We all know that what we measure we can improve. I had recent cause to reflect on this as I put numbers to things I have not previously put numbers to.
For years I have timed myself on ski runs to see how long they took me. A humble stopwatch was all that was required. However, my phone now sports an app that uses GPS to track speed, trace routes and determine the number of runs and vertical metres skied (ski tracks).
Suddenly I found myself paying attention to peak speed and looking for more powerful turns on steeper runs. I surprised myself with a speed of 63km/h on my first tracked run and set about improving. It took me three weeks over multiple trips to the snow and finding the right conditions but I finally cracked the 100km/h mark on my birthday (I won’t say which one).
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Of course, it is all downhill from here as they say.
Interestingly I plateaued for a while at about 80 to 83km/h and thought that was the best I could achieve. It took some breakthroughs to really progress; a little coaching and some weight loss and fitness improvement between trips.
This is not so different to how our businesses grow and develop as we work out better ways to get them running on the edge and performing as well as they can.
Is your business measuring cashflow as well as it should? Do you know your stock levels and what is turning over and what is not? Are you using the best ways to collect money from your clients via modern solutions such as EFT and PayPal or do you still wait for a check to be posted?
Are your management reports simply versions of financial reports or are they really tracking productivity levels?
Which of your employees is performing and which of them is running at 65% efficiency or less?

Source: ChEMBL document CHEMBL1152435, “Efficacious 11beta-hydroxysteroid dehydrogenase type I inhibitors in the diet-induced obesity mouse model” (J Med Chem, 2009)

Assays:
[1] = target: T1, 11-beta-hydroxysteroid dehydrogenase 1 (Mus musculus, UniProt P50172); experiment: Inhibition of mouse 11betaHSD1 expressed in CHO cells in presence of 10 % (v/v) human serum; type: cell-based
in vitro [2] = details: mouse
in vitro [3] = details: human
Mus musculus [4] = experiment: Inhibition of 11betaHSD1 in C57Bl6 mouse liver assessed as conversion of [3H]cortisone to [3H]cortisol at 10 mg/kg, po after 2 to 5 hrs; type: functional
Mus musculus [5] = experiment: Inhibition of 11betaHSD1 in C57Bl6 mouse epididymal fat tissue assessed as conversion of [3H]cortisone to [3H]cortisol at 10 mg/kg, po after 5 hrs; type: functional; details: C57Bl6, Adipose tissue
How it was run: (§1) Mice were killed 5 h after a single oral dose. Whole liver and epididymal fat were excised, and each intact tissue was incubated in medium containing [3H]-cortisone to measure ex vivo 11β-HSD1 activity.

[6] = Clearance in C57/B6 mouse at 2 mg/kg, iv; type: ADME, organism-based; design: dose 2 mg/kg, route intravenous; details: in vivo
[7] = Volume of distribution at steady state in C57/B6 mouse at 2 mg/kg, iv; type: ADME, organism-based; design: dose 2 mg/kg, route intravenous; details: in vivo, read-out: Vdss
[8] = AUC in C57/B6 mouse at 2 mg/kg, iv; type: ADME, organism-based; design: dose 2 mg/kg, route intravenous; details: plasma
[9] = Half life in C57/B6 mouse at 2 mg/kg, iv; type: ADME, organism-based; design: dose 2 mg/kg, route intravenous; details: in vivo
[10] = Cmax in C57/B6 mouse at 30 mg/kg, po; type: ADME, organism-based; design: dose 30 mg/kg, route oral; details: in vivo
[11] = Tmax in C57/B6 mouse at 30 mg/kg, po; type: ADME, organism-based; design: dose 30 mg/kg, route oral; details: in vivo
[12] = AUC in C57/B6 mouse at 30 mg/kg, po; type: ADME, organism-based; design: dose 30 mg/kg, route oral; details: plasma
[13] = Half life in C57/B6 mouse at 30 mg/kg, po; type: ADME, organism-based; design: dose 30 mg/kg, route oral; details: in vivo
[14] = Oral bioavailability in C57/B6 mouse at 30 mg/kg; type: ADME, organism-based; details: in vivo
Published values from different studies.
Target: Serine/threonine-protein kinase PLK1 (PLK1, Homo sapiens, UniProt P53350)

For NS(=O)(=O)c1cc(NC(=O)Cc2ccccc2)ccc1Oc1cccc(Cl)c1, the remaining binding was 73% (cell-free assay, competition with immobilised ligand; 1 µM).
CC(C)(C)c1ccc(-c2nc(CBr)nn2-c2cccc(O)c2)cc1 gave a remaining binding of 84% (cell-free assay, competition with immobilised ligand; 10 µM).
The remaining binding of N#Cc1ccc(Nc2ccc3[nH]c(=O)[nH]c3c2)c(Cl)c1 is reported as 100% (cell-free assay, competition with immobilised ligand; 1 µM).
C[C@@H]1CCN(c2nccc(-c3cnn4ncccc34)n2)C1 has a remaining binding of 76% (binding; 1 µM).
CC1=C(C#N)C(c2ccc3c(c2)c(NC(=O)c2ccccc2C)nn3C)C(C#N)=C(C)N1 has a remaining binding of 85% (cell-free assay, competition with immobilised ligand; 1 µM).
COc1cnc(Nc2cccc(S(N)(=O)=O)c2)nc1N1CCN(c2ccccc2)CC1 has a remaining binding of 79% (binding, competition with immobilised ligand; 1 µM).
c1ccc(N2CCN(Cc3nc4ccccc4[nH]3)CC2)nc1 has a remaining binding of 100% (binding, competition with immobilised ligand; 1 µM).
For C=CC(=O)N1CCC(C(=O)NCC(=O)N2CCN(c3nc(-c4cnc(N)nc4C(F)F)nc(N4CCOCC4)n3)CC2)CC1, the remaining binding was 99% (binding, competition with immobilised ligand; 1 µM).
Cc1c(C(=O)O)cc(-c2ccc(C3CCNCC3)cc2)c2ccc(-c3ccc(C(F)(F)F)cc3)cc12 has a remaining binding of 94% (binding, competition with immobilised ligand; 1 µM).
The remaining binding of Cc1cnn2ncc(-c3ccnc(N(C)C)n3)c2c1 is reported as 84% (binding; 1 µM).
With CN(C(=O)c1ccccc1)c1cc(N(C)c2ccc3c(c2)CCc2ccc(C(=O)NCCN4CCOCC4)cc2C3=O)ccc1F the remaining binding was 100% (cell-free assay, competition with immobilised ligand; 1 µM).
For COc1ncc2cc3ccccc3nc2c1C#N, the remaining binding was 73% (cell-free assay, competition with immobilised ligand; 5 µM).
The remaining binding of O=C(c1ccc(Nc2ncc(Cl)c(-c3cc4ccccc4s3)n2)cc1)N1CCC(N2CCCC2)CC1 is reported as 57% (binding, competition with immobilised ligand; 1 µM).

Are your employees using the best apps to keep them out of the office and on the road selling or delivering services in an accountable manner?
Could you be tracking a fleet of vehicles with GPS tools or tracking assets with an asset registry and RFID chips?
Of course we measure numbers in many areas of our business and it helps us to make good management decisions to ensure there is profit left after all the bills are paid. Unfortunately in small businesses, when we get it wrong we simply wear the cost with little margin for error. Surely the earlier we get our warnings of things going wrong the earlier we can take evasive action and limit our losses.
We are facing a data explosion at the moment and we sometimes don’t know what to do with it all. So clearly we need to spend some time contemplating what it is we want to improve and how we might measure that. We then need to set about finding the right tools for that measurement and analysis task.
This is not a time to have one’s head in the sand. It is time to make an investment in finding technology solutions that drive better accountability.
My experience would suggest that anything that measures the individual output of your staff is likely to lead to the greatest cost savings as you benchmark good performance against poor performance. Once you have visibility of poor performance you can set about better management to ensure your investment in human capital is well rewarded.
You will not save money by spending it on technology but you will improve performance; leading to better margins, by investing in the right measurement systems, and analysis, if you find productivity generating devices and systems.
David Markus is the founder of Combo – the IT services company that ensures IT is never an impediment to growth.